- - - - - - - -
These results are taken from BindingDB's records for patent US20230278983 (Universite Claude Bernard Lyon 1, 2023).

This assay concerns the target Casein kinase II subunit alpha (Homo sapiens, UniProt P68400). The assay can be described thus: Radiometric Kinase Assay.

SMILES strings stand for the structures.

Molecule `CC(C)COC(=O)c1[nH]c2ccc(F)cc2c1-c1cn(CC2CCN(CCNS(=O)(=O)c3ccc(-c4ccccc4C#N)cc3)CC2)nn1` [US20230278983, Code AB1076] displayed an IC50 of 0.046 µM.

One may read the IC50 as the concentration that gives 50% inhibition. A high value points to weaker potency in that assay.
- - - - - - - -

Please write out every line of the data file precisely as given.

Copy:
These results are taken from BindingDB's records for patent US20230278983 (Universite Claude Bernard Lyon 1, 2023).

This assay concerns the target Casein kinase II subunit alpha (Homo sapiens, UniProt P68400). The assay can be described thus: Radiometric Kinase Assay.

SMILES strings stand for the structures.

Molecule `CC(C)COC(=O)c1[nH]c2ccc(F)cc2c1-c1cn(CC2CCN(CCNS(=O)(=O)c3ccc(-c4ccccc4C#N)cc3)CC2)nn1` [US20230278983, Code AB1076] displayed an IC50 of 0.046 µM.

One may read the IC50 as the concentration that gives 50% inhibition. A high value points to weaker potency in that assay.